Nurturing Champions

The silence in the classroom was deathly as all the students stared at the little blind boy who had just been asked by the teacher to help the class find a pet mouse that had gone AWOL (absent without official leave). Without hesitation the blind boy pointed at a spot under some books and sure enough the mouse was found there.

Stevie Wonder

“So what’s this got to do with me?”, I hear you say. If you are interested in leadership, which I know you are, then this has everything to do with you. The blind boy in question went on to become a multi-million dollar celebrity and he attributes the beginning of his self-discovery to this remote incident when his teacher asked for his help in locating a runaway mouse even though he couldn’t see unlike his classmates.

In case you still haven’t figured it out the blind boy was none other that the incredibly talented musical genius Stevie Wonder.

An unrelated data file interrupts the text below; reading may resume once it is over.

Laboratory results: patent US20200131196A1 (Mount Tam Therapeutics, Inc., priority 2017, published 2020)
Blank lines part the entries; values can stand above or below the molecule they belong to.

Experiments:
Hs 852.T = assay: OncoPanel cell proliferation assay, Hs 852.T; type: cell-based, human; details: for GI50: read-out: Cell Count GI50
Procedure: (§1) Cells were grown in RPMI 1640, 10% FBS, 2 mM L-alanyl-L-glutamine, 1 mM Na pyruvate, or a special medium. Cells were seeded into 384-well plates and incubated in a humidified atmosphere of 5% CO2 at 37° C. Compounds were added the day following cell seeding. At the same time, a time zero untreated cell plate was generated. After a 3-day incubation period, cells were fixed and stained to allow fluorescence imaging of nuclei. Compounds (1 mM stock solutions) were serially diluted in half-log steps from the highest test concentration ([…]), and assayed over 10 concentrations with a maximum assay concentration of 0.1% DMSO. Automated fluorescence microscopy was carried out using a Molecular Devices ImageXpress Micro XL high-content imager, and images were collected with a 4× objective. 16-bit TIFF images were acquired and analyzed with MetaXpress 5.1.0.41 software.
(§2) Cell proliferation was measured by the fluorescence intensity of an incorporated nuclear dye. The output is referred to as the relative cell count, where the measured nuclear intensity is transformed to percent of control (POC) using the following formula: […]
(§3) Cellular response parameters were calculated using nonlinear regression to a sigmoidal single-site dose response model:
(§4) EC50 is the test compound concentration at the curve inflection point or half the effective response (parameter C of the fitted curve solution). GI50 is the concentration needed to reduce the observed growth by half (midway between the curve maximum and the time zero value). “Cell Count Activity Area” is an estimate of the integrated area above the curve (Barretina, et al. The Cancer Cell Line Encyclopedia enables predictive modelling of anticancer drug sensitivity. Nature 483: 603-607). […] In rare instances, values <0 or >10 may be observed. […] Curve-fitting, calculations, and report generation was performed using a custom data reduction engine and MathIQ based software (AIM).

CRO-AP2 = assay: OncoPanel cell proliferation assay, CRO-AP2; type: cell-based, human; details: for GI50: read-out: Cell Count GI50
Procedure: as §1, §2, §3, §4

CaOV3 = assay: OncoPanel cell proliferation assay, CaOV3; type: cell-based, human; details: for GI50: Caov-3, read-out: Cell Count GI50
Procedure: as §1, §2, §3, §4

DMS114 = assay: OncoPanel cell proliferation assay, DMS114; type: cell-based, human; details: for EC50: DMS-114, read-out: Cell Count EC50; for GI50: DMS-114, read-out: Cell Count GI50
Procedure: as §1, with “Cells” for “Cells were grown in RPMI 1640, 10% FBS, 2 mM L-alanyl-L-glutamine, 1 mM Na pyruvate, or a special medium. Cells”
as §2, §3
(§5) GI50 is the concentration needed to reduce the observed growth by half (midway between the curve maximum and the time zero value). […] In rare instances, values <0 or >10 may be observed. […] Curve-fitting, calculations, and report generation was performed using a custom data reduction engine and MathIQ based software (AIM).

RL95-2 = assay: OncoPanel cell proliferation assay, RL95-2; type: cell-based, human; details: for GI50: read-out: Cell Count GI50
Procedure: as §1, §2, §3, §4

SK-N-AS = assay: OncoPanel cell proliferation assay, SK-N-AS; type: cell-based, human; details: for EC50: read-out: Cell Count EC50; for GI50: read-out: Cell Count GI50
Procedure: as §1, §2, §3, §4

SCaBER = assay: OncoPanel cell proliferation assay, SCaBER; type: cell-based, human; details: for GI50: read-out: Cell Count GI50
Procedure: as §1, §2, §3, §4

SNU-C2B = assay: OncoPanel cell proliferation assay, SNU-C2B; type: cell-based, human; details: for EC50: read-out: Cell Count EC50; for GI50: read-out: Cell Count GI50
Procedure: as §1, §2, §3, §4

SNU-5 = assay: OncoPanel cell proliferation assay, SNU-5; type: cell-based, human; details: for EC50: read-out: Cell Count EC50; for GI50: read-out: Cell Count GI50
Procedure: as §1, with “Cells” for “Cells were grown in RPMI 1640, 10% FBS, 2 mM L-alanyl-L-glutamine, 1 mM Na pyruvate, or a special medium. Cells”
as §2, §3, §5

What Stevie’s teacher did is part of nurturing a champion. This is the height of leadership. When you identify potential in people, encourage, challenge, motivate, inspire, reinforce and celebrate their successes you turn poor performance into excellence. How many champions have you nurtured?

They say the best way for you to master any subject is to teach that subject to someone else. You want to be an exceptional leader? If yes then you need to mentor/coach/teach/build someone else to be an exceptional leader. A poor leader blames his followers but a great leader develops average followers/colleagues into outstanding leaders. What type of leader are you?

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